News release

Sole practitioner authorisation agreed

Changes to the way the Solicitors Regulation Authority authorises sole practitioners have been agreed to by the Legal Services Board.

The LSB has exempted our proposed changes from its normal decision-making process. They will therefore form part of Handbook amendments that come into effect on 1 November. The SRA Board agreed in July to the proposed amendments to rules that will bring our existing processes for authorising sole practitioners in line with all other firms.

Currently, there is an endorsement procedure in place, which means a solicitor may not practise as a sole practitioner unless they have a "sole solicitor endorsement" on their practising certificate (PC). The endorsement has to be renewed every year. In contrast, other firms go through a one-off authorisation application process, rather than an annual endorsement.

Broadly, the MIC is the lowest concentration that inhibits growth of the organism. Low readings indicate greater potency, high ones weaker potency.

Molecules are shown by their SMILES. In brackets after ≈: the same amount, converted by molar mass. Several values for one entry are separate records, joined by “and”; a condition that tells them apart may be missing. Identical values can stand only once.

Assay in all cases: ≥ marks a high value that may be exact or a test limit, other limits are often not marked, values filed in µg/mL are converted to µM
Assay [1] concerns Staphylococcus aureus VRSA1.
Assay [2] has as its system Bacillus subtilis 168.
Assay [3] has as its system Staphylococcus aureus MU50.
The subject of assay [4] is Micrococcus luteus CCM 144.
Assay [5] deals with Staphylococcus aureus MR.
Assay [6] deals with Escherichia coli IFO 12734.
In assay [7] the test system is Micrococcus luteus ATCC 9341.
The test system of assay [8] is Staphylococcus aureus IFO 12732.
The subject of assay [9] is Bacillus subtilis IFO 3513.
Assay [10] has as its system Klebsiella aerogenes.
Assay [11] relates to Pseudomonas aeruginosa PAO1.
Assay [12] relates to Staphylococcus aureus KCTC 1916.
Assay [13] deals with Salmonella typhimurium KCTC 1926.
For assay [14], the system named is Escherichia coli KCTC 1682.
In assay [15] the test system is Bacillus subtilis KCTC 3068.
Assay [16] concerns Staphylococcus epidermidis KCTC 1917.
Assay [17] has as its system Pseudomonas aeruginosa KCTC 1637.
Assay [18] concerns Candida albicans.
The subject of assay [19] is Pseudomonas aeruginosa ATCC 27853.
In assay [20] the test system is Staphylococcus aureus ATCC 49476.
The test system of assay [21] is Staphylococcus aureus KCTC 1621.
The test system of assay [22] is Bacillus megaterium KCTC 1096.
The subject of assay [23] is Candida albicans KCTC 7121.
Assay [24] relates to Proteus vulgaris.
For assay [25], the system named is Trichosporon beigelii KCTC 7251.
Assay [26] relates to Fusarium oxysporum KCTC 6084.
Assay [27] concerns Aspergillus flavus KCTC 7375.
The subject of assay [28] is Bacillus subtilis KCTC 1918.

As a result of the changes, the endorsement procedure for sole practitioners will no longer be required. From October, when sole practitioners renew they will be issued with a practising certificate without an endorsement, as is already the case for managers (partners etc) at other type of firms. The same application form will be used to renew a practising certificate and pay a periodical fee.

Crispin Passmore, SRA Executive Director of Policy, said: "These changes will harmonise and simplify regulatory arrangements for sole practitioners, moving away from an annual endorsement and replacing it with a lifetime authorisation which does not need to be renewed annually.

"In reality, the changes should have little or no impact on firms and sole practitioners, and they should apply for PC renewal as normal in 2015."

Following the renewal exercise, a Certificate of Authorisation will be issued. Further information for sole practitioners is available in the mySRA frequently-asked questions.

Print page to PDF